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Drug Alcohol Depend. 2014 Jun 1;139:60-70. doi: 10.1016/j.drugalcdep.2014.03.003. Epub 2014 Mar 15.

Poly-tobacco use among adults in 44 countries during 2008-2012: evidence for an integrative and comprehensive approach in tobacco control.

Author information

1
Center for Global Tobacco Control, Department of Social and Behavioral Sciences, Harvard School of Public Health, USA. Electronic address: iagaku@cdc.gov.
2
Center for Global Tobacco Control, Department of Social and Behavioral Sciences, Harvard School of Public Health, USA.
3
Department of Community Health and Primary Care, College of Medicine, University of Lagos, Idi-Araba, Lagos State, Nigeria.
4
Institute for Global Tobacco Control, Johns Hopkins Bloomberg School of Public Health, USA.
5
Center for Global Tobacco Control, Department of Social and Behavioral Sciences, Harvard School of Public Health, USA; Office of the Dean/Director, School of Oral Health Sciences, University of Limpopo, MEDUNSA campus, Pretoria, South Africa.

Abstract

INTRODUCTION:

The concurrent use of multiple tobacco products (i.e., poly-tobacco use) might hinder efforts to reduce overall tobacco use, particularly considering that use of some non-cigarette tobacco products may be popular in some regions due to social, cultural, or economic reasons. This study assessed poly-tobacco use patterns among persons aged ≥15 years old from 44 countries.

METHODS:

Data from 44 countries in all six World Health Organization regions were obtained from the 2008 to 2012 Global Adult Tobacco Surveys (n=19 countries), and the Special Eurobarometer 385 (77.1) survey, 2012 (n=25 countries). Correlates of poly-tobacco use were assessed using multivariate logistic regression analyses (p<0.05).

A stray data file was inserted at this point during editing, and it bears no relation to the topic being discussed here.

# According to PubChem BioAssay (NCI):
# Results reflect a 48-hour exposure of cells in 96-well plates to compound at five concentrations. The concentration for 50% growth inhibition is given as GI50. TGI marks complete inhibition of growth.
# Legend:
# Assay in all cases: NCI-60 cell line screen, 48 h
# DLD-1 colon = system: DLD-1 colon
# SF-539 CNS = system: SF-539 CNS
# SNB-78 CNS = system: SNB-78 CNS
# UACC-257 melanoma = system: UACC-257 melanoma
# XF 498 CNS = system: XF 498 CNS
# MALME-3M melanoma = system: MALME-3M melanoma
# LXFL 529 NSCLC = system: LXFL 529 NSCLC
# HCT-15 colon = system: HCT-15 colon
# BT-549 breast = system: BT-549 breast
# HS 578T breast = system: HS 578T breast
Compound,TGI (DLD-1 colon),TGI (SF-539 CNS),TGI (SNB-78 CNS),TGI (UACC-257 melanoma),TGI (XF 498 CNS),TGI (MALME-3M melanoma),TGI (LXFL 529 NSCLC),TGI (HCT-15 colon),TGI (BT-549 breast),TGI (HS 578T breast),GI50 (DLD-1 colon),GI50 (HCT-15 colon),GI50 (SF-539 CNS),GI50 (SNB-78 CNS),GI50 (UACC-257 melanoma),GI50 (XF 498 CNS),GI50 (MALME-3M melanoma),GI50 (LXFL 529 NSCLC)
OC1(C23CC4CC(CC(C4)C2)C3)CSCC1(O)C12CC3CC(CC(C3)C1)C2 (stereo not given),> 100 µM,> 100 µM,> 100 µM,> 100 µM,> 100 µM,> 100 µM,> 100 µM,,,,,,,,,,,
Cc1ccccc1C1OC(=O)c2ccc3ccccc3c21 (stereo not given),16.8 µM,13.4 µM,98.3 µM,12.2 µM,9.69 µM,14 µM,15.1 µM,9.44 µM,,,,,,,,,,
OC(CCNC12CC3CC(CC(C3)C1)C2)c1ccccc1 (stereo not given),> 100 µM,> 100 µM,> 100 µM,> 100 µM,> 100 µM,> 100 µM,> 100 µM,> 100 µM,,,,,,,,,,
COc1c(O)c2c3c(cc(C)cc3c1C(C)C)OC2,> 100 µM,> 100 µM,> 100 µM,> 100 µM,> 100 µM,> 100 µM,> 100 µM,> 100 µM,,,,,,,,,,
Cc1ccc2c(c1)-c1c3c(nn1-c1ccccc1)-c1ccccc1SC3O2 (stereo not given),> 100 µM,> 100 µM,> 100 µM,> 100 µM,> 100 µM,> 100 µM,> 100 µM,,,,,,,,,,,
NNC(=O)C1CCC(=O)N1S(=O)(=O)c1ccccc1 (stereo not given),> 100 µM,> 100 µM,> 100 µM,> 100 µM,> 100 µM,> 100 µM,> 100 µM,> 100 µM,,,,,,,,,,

RESULTS:

Overall prevalence of poly-tobacco use ranged from 0.8% (Mexico) to 11.9% (Denmark). In 28 countries, 20% or more of current smokers of manufactured cigarettes concurrently used at least one other tobacco product and this proportion was highest in India (66.2%) and lowest in Argentina (4.4%). After adjusting for other factors, the likelihood of being a poly-tobacco user among all respondents was lower among females (aOR=0.09; 95% CI: 0.08-0.11), and among respondents from upper-middle-income (aOR=0.53, 95% CI: 0.43-0.66), and lower-middle-income countries (aOR=0.64; 95% CI: 0.51-0.81) compared to high-income countries. Increased likelihood of poly-tobacco use was observed among respondents from the South-East Asian region compared to those from the European region (aOR=1.58, 95% CI: 1.35-1.85), as well as among respondents aged ≥65 years (aOR=2.10; 95% CI: 1.73-2.54), compared to those aged <25 years.

CONCLUSIONS:

The pattern of tobacco use varied widely, underscoring the need for intensified efforts towards implementing policies that address all tobacco products, not only manufactured cigarettes.

KEYWORDS:

Alternative tobacco products; Cigarettes; Policy; Poly-tobacco; Smoking; Tobacco; Tobacco control

[Indexed for MEDLINE]

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